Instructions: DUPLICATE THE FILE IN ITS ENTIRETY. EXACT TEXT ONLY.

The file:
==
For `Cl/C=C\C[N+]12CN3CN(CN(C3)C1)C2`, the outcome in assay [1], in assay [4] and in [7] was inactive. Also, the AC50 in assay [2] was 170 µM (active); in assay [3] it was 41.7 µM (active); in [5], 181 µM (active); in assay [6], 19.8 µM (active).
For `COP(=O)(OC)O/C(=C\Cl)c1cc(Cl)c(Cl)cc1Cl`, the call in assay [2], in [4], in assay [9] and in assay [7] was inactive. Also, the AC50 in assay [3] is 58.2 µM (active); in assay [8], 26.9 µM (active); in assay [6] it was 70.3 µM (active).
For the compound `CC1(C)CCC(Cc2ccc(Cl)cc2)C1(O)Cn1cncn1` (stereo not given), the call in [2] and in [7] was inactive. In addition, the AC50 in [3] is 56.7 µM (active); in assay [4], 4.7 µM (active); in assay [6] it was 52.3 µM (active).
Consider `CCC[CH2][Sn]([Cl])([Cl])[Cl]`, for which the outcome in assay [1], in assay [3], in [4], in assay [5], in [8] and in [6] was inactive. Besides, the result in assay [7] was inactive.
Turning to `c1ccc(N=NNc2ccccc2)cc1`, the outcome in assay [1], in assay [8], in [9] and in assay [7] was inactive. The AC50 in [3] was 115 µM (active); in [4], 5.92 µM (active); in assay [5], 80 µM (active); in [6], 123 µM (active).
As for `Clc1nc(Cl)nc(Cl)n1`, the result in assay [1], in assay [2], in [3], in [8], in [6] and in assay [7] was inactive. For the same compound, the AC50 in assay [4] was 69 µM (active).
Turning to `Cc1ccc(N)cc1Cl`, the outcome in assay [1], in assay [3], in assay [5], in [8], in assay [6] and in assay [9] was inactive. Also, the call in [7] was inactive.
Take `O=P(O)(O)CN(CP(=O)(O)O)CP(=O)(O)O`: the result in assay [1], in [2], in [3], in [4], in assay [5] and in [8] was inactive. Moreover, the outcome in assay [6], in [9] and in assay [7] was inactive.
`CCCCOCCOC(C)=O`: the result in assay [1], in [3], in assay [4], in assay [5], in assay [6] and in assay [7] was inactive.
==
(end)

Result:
For `Cl/C=C\C[N+]12CN3CN(CN(C3)C1)C2`, the outcome in assay [1], in assay [4] and in [7] was inactive. Also, the AC50 in assay [2] was 170 µM (active); in assay [3] it was 41.7 µM (active); in [5], 181 µM (active); in assay [6], 19.8 µM (active).
For `COP(=O)(OC)O/C(=C\Cl)c1cc(Cl)c(Cl)cc1Cl`, the call in assay [2], in [4], in assay [9] and in assay [7] was inactive. Also, the AC50 in assay [3] is 58.2 µM (active); in assay [8], 26.9 µM (active); in assay [6] it was 70.3 µM (active).
For the compound `CC1(C)CCC(Cc2ccc(Cl)cc2)C1(O)Cn1cncn1` (stereo not given), the call in [2] and in [7] was inactive. In addition, the AC50 in [3] is 56.7 µM (active); in assay [4], 4.7 µM (active); in assay [6] it was 52.3 µM (active).
Consider `CCC[CH2][Sn]([Cl])([Cl])[Cl]`, for which the outcome in assay [1], in assay [3], in [4], in assay [5], in [8] and in [6] was inactive. Besides, the result in assay [7] was inactive.
Turning to `c1ccc(N=NNc2ccccc2)cc1`, the outcome in assay [1], in assay [8], in [9] and in assay [7] was inactive. The AC50 in [3] was 115 µM (active); in [4], 5.92 µM (active); in assay [5], 80 µM (active); in [6], 123 µM (active).
As for `Clc1nc(Cl)nc(Cl)n1`, the result in assay [1], in assay [2], in [3], in [8], in [6] and in assay [7] was inactive. For the same compound, the AC50 in assay [4] was 69 µM (active).
Turning to `Cc1ccc(N)cc1Cl`, the outcome in assay [1], in assay [3], in assay [5], in [8], in assay [6] and in assay [9] was inactive. Also, the call in [7] was inactive.
Take `O=P(O)(O)CN(CP(=O)(O)O)CP(=O)(O)O`: the result in assay [1], in [2], in [3], in [4], in assay [5] and in [8] was inactive. Moreover, the outcome in assay [6], in [9] and in assay [7] was inactive.
`CCCCOCCOC(C)=O`: the result in assay [1], in [3], in assay [4], in assay [5], in assay [6] and in assay [7] was inactive.